Oklahoma House Rep.: Native Americans Are 'Predisposed to Alcoholism'
During a debate on the proposed expansion of liquor sales in Oklahoma, a House Representative there caused are stir after stating it would not bode well for Native Americans, The Associated Press reported.
The proposed plan calls for a statewide vote that would, if passed, effectively change the state constitution to allow liquor and strong beer sales at grocery stores.
In opposition to the expansion, Republican Rep. Todd Russ said on Thursday that Native Americans are "predisposed to alcoholism."
Fellow Republican Rep. Dan Kirby, who is the chairman of the House Native American Caucus, said Russ's comments were out of order, the AP reported.
The science concerning Native Americans and the affect alcohol has on their bodies is at best murky, say medical professionals.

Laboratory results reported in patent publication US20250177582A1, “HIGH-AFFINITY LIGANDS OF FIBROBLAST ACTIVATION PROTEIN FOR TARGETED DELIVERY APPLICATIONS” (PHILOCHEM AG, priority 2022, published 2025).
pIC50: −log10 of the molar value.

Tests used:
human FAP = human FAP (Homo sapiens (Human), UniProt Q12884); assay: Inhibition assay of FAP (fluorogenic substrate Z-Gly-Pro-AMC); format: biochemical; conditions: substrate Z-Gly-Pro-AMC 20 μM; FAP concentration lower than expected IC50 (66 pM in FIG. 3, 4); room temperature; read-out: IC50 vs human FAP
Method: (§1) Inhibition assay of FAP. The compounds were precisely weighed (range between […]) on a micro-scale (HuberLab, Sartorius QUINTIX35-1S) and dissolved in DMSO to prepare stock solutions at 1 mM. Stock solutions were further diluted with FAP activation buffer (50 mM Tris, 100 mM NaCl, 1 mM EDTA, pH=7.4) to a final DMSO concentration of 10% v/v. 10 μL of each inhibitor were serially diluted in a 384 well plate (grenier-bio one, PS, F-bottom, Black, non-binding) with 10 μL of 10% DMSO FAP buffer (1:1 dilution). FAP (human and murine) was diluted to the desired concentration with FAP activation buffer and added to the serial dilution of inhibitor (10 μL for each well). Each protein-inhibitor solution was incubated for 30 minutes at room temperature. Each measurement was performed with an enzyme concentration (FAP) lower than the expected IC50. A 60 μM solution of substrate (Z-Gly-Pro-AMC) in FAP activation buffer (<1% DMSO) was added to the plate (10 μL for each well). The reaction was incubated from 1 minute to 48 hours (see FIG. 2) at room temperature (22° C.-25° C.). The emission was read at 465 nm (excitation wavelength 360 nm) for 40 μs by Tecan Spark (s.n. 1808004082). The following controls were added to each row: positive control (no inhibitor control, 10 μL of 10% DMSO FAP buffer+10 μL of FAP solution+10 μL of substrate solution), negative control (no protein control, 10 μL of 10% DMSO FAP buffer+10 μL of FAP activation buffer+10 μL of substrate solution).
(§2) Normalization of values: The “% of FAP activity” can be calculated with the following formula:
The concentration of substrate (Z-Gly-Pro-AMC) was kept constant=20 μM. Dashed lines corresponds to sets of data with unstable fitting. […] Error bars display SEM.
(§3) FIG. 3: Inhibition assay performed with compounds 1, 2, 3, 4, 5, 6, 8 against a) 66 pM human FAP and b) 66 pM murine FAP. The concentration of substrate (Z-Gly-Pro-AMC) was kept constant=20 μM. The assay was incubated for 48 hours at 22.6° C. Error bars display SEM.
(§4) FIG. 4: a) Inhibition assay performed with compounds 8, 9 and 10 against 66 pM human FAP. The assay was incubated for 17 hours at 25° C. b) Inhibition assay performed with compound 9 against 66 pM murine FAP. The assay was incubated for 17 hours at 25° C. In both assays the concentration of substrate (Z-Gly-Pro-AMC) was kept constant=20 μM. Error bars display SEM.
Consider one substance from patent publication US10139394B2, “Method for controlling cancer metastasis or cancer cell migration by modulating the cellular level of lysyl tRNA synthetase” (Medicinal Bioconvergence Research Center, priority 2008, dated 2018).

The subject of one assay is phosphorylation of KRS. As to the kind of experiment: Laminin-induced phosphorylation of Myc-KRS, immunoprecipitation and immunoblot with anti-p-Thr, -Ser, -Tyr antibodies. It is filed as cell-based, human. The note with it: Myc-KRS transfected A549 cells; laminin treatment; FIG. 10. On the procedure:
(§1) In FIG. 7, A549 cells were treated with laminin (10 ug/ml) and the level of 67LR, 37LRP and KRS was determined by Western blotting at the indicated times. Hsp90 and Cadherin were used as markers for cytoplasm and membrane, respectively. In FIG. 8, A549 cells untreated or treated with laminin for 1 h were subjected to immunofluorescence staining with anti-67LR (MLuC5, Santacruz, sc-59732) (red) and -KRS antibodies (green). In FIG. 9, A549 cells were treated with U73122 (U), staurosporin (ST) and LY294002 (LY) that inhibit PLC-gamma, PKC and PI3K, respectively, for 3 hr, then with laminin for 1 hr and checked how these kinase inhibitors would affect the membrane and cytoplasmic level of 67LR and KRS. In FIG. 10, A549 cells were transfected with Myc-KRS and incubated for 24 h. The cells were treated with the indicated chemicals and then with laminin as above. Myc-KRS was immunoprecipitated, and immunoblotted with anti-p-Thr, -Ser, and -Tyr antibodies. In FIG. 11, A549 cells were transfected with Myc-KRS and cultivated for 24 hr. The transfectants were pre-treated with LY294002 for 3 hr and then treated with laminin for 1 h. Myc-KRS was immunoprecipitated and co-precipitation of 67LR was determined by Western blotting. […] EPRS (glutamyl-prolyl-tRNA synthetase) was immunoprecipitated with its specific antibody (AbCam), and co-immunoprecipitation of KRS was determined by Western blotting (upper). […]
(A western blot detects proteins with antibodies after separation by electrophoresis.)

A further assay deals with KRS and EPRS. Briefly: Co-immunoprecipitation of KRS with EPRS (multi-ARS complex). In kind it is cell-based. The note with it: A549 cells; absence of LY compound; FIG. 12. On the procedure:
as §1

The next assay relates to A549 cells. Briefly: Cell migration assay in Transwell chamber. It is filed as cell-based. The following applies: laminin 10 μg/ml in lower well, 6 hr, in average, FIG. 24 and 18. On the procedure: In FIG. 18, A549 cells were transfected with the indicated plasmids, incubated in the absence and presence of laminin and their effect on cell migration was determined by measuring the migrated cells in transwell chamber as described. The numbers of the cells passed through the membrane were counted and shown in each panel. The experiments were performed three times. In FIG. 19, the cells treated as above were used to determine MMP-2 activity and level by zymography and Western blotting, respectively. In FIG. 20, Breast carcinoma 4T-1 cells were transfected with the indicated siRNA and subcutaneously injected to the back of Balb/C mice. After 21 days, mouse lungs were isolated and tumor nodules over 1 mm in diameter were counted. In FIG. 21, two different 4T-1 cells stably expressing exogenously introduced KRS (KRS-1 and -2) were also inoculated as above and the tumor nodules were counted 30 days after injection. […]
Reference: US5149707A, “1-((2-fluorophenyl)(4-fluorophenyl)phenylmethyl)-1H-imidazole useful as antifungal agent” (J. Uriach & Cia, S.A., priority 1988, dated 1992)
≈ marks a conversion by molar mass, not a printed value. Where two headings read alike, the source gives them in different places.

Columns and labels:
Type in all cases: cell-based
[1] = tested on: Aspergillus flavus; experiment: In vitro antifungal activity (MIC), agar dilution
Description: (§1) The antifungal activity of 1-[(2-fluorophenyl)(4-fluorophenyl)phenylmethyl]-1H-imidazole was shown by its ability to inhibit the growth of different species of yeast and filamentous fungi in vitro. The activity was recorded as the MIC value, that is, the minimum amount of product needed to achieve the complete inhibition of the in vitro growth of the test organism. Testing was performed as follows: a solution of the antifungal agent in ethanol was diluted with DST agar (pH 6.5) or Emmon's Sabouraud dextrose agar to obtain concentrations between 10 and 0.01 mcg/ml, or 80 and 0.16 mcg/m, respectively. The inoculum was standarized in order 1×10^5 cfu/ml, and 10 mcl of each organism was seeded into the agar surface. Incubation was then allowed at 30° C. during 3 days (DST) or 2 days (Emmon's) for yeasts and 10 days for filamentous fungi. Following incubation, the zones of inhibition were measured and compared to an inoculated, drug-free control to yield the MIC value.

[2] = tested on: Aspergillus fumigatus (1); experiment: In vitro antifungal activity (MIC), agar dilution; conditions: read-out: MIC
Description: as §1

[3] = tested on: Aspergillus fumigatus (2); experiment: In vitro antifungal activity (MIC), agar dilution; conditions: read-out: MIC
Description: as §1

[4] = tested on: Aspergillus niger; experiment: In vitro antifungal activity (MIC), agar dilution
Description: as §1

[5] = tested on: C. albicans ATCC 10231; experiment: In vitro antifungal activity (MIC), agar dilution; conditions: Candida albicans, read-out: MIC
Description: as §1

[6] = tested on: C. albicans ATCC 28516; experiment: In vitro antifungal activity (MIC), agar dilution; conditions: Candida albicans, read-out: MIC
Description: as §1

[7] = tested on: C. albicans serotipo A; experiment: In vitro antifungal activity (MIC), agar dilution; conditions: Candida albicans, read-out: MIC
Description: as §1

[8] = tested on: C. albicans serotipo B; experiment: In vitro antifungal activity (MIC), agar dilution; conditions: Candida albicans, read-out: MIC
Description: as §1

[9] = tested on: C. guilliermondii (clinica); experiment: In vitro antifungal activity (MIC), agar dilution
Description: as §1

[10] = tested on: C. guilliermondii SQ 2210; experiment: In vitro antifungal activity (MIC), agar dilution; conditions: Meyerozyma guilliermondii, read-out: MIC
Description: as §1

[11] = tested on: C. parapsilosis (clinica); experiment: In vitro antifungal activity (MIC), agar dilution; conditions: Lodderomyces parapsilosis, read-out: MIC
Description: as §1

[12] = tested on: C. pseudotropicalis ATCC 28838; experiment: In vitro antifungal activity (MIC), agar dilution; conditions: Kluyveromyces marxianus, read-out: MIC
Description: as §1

For example, one study found that whites and Native Americans metabolize liquor at the same rate.
"The mean rates of alcohol metabolism were virtually identical," the study reads. "These findings make it unlikely that alleged racial differences in response to alcohol can be explained on the basis of racial differences in the rate of alcohol metabolism."
Whereas other studies suggest that Native Americans produce a "less efficient" form of alcohol dehydrogenase, the premiere enzyme that breaks down liquor in the body, than people of other races.
At the time of the publication of this story, Rep. Russ did not respond to ICTMN's request for comment.
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